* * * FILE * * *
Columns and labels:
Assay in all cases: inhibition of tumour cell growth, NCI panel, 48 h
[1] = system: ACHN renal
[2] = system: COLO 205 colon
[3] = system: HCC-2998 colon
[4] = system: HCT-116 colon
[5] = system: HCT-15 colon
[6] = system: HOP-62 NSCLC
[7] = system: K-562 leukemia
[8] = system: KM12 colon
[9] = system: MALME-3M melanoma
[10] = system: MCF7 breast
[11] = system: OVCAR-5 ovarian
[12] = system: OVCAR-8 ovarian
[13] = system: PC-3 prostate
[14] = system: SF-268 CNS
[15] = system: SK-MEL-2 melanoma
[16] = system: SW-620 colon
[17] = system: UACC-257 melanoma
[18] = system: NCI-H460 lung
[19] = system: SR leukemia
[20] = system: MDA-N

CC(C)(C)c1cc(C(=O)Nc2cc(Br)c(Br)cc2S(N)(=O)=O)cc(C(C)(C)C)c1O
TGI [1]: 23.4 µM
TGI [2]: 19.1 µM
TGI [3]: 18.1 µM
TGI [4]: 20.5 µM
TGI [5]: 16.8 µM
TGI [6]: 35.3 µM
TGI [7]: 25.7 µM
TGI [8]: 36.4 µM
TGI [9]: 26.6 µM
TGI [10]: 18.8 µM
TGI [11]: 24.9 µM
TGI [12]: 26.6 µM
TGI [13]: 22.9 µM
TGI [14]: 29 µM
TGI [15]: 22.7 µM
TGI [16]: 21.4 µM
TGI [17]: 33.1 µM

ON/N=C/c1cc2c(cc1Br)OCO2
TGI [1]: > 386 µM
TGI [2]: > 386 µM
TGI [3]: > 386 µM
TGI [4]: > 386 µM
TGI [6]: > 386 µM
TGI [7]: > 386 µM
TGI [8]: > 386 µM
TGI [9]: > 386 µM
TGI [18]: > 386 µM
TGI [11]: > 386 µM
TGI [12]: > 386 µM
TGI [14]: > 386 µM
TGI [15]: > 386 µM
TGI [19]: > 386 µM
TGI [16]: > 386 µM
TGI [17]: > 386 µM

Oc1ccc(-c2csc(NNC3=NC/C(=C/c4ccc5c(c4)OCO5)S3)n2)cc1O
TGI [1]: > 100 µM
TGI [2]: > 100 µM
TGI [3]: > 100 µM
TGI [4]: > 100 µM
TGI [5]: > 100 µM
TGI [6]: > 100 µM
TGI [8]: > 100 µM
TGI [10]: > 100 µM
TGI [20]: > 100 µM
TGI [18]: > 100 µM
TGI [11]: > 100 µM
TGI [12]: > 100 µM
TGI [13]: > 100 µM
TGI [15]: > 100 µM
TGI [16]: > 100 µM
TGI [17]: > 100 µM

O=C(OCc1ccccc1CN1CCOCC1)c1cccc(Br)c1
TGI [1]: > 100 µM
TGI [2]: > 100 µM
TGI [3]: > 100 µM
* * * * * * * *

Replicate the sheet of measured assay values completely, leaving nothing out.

Columns and labels:
Assay in all cases: inhibition of tumour cell growth, NCI panel, 48 h
[1] = system: ACHN renal
[2] = system: COLO 205 colon
[3] = system: HCC-2998 colon
[4] = system: HCT-116 colon
[5] = system: HCT-15 colon
[6] = system: HOP-62 NSCLC
[7] = system: K-562 leukemia
[8] = system: KM12 colon
[9] = system: MALME-3M melanoma
[10] = system: MCF7 breast
[11] = system: OVCAR-5 ovarian
[12] = system: OVCAR-8 ovarian
[13] = system: PC-3 prostate
[14] = system: SF-268 CNS
[15] = system: SK-MEL-2 melanoma
[16] = system: SW-620 colon
[17] = system: UACC-257 melanoma
[18] = system: NCI-H460 lung
[19] = system: SR leukemia
[20] = system: MDA-N

CC(C)(C)c1cc(C(=O)Nc2cc(Br)c(Br)cc2S(N)(=O)=O)cc(C(C)(C)C)c1O
TGI [1]: 23.4 µM
TGI [2]: 19.1 µM
TGI [3]: 18.1 µM
TGI [4]: 20.5 µM
TGI [5]: 16.8 µM
TGI [6]: 35.3 µM
TGI [7]: 25.7 µM
TGI [8]: 36.4 µM
TGI [9]: 26.6 µM
TGI [10]: 18.8 µM
TGI [11]: 24.9 µM
TGI [12]: 26.6 µM
TGI [13]: 22.9 µM
TGI [14]: 29 µM
TGI [15]: 22.7 µM
TGI [16]: 21.4 µM
TGI [17]: 33.1 µM

ON/N=C/c1cc2c(cc1Br)OCO2
TGI [1]: > 386 µM
TGI [2]: > 386 µM
TGI [3]: > 386 µM
TGI [4]: > 386 µM
TGI [6]: > 386 µM
TGI [7]: > 386 µM
TGI [8]: > 386 µM
TGI [9]: > 386 µM
TGI [18]: > 386 µM
TGI [11]: > 386 µM
TGI [12]: > 386 µM
TGI [14]: > 386 µM
TGI [15]: > 386 µM
TGI [19]: > 386 µM
TGI [16]: > 386 µM
TGI [17]: > 386 µM

Oc1ccc(-c2csc(NNC3=NC/C(=C/c4ccc5c(c4)OCO5)S3)n2)cc1O
TGI [1]: > 100 µM
TGI [2]: > 100 µM
TGI [3]: > 100 µM
TGI [4]: > 100 µM
TGI [5]: > 100 µM
TGI [6]: > 100 µM
TGI [8]: > 100 µM
TGI [10]: > 100 µM
TGI [20]: > 100 µM
TGI [18]: > 100 µM
TGI [11]: > 100 µM
TGI [12]: > 100 µM
TGI [13]: > 100 µM
TGI [15]: > 100 µM
TGI [16]: > 100 µM
TGI [17]: > 100 µM

O=C(OCc1ccccc1CN1CCOCC1)c1cccc(Br)c1
TGI [1]: > 100 µM
TGI [2]: > 100 µM
TGI [3]: > 100 µM